These are fantastic as long as they are handled correctly. The top needs to be screened to keep mosquitos from laying eggs. If you’re using the water outside or for animals you’re good to go. If you are using it for drinking, you will need to purify and filter it. 

  1. What 5 tips can you offer on how to conserve water?
  •  Don’t leave the taps running when brushing your teeth or washing your face – this wastes up to 4 gallons per minute!
  •  In a scenario where supplies are limited follow the old “If it’s yellow let it mellow” adage for toilet flushing.
  •  Don’t rinse dishes under running water. Use a basin or a sink.
  •  Collect the water you run while waiting for it to get hot or cold. Use this to water pets or plants, or to fill the coffee maker.
  •  Instead of watering your garden with a sprinkler, deeply soak the roots of the plants for more efficiency.

Why Every Prepper Needs This Water Survival Guide

Every prepper knows that when disasters occur, you are on your own. If you run out of water, in 72 hours, you will die or have severe dehydration. This book deserves a place on your library shelves and can provide essential knowledge on what to expect when disasters take out our municipal water supply.

What I like most about her book is how detailed it is about the different types of water-borne diseases and how to avoid them. She also lists some great water storage suggestions that you may not have thought of. As well, her tips on water conservation will help you make the most of the water you have. Daisy has done her homework on this subject and will show you the ins and outs of water preparedness. Copies of The Prepper’s Water Survival Guide are available on Amazon.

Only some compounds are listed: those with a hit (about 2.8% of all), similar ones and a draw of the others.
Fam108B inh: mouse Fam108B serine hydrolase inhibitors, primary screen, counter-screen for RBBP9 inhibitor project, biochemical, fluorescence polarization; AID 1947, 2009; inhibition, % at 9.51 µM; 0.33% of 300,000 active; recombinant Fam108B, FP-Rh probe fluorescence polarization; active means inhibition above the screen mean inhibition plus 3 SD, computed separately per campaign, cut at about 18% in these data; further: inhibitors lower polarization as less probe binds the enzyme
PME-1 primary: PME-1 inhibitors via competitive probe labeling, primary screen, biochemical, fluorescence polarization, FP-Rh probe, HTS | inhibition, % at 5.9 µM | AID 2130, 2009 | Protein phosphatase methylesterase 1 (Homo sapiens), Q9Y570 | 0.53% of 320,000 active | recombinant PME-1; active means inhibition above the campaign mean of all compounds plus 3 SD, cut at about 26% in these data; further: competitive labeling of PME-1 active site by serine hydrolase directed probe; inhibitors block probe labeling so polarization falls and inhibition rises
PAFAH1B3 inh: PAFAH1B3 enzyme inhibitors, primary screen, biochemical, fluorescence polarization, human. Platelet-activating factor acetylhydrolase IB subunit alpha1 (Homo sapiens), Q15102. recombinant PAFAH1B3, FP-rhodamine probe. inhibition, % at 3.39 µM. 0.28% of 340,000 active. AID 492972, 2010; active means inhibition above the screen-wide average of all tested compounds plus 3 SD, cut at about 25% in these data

The Prepper's Blueprint

Tess Pennington is the author of The Prepper’s Blueprint, a comprehensive guide that uses real-life scenarios to help you prepare for any disaster. Because a crisis rarely stops with a triggering event the aftermath can spiral, having the capacity to cripple our normal ways of life. The well-rounded, multi-layered approach outlined in the Blueprint helps you make sense of a wide array of preparedness concepts through easily digestible action items and supply lists.

Tess is also the author of the highly rated Prepper’s Cookbook, which helps you to create a plan for stocking, organizing and maintaining a proper emergency food supply and includes over 300 recipes for nutritious, delicious, life-saving meals. 

Visit her web site at ReadyNutrition.com for an extensive compilation of free information on preparedness, homesteading, and healthy living.

This information has been made available by Ready Nutrition

Originally published August 11th, 2015
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  • Rich

    who drinks a gallon of water a day?!

    • shadows_edge

      Depends on your activity level, you may need more how ever you do aquire hydration from some foods you eat fruit for example. But basic rule of thumb to stay properly hydrated is 1 gal a day basicly if you arn’t peeing every couple of hours you should drink more water. By the way i do drink a gal a day to answer your question rich.